Those of you who know my background know that I spent the first 10 years of my career working in various manufacturing sectors (including GM, Dell, and Honeywell). I moved into healthcare in 2005, part of the wave of people who are transferring the Lean methodology of management and quality improvement into an industry that needs it greatly, given the patient safety problems, rising costs, and oft-disengaged workforce.
I generally hear my fair share of what I call “factory bashing,” primarily from professionals who have only seen a factory on TV. When people say, “we don’t want this hospital to be some sort of factory,” I am sympathetic that they picture something like the bleak factory that Family Guy’s Peter Griffin works in…
Peter Griffin’s job at a toy factory, shown below, looks a lot like a scene out of Charlie Chaplain’s movie Modern Times, as parodied here in my fake “Wii Lean” game last year.
Sadly, this is what healthcare professionals are often afraid of when they hear of methods from “Lean Manufacturing” coming into healthcare. I can’t fault people if they’ve never been to a factory. Rather than getting upset, I try to talk to them about what bad factories are like and what great factories are like.
Now, many healthcare people HAVE gone to Lean factories and they’ve seen that a world-class western factory is nothing like the sweatshops of days gone by. When I first started my career at GM, UAW workers would bemoan that management only viewed them as a back, arms, and legs — without a brain attached. That was one of the primary reasons that GM was so screwed up, in my opinion – that general disrespect for the workers.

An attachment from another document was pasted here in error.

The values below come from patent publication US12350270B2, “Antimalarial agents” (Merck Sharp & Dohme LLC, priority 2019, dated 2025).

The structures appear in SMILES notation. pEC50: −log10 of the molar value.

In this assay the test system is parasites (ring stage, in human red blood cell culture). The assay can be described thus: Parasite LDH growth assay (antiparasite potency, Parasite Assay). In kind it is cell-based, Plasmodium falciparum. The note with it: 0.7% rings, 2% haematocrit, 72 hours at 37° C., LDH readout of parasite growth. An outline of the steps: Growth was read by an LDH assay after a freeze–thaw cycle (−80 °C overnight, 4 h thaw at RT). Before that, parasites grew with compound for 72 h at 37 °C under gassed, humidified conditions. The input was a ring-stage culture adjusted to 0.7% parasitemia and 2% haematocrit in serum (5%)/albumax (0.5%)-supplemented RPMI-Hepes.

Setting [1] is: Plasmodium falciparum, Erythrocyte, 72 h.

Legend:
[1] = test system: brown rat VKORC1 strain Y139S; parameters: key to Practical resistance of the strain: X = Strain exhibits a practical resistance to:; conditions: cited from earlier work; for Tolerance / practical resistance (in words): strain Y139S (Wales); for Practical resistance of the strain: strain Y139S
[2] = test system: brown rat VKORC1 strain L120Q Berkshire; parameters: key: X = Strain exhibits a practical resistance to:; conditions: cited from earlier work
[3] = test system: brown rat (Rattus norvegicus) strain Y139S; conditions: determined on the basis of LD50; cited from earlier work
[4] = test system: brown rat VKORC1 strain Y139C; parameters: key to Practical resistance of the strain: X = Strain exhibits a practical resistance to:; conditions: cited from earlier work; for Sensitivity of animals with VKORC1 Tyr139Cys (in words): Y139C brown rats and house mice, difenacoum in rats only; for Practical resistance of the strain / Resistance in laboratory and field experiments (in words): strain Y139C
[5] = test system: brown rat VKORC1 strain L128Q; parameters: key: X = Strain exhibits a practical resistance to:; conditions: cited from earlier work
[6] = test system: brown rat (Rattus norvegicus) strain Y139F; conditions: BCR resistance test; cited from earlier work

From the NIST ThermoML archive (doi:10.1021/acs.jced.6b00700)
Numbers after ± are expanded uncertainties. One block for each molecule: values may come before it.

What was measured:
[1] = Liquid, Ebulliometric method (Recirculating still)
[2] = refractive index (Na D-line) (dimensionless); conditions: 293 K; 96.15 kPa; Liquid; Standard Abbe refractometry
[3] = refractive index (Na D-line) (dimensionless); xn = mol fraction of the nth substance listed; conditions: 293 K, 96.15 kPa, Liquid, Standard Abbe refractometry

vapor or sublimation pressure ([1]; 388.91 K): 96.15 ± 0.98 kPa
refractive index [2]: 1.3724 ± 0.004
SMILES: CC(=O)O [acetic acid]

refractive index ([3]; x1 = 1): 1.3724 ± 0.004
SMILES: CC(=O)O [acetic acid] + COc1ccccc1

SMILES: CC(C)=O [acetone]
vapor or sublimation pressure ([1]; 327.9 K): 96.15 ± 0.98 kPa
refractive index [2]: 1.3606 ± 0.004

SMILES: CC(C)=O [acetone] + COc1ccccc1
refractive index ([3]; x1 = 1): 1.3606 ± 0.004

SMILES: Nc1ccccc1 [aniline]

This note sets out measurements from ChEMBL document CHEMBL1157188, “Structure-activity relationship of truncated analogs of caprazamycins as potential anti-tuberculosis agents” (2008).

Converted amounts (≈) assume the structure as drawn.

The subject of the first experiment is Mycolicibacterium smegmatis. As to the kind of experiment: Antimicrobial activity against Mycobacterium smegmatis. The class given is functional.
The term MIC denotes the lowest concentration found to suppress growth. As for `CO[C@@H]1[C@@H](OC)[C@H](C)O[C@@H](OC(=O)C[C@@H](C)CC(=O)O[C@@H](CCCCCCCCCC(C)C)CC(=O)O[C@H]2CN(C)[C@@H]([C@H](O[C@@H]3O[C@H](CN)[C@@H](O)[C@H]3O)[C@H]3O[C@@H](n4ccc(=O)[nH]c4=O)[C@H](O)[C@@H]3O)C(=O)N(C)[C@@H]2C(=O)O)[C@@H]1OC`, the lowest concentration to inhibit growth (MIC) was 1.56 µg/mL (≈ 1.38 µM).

ThedaCare learned from a snowblower maker, Ariens, that better healthcare quality was possible. Seattle Children’s learned from Toyota that Lean was about engaging all employees in quality improvement and the best patient care (stay tuned for a Healthcare Value Leaders Network podcast that I did with their President & COO Pat Hagan, due out on 3/31). I’ve been with hospital leaders who visited VIBCO, a Rhode Island manufacturer where everybody is engaged in continuous improvement and workers use their brains as much as they use their hands and backs. The hospital leaders desperately wanted to duplicate that culture in their own hospitals.
So one point I usually make is that “like a factory” is far too general of a statement to make. There are, in this world, a wide range of factories – anything from from sweatshops to world-class factories that are outstanding workplaces for hourly and salaried workers alike.
The expression should really be “We don’t want this hospital to be some sort of awful sweatshop factory where workers aren’t listened to.” Then again, I’ve heard many complaints from healthcare professionals that managers don’t care what they think and that they are supposed to “just shut up and do their job” (a real quote, I’ve sadly heard in factories and hospitals).
So I won’t bash hospitals in somes sort of blanket statement. I’d hope healthcare professionals would extend the same courtesy to factories.
Now the thing that prompted this blog post was an article in the March 2011 print edition of WIRED magazine. The piece “1 million workers. 90 million iPhones. 17 suicides. Who’s to Blame?” is now online.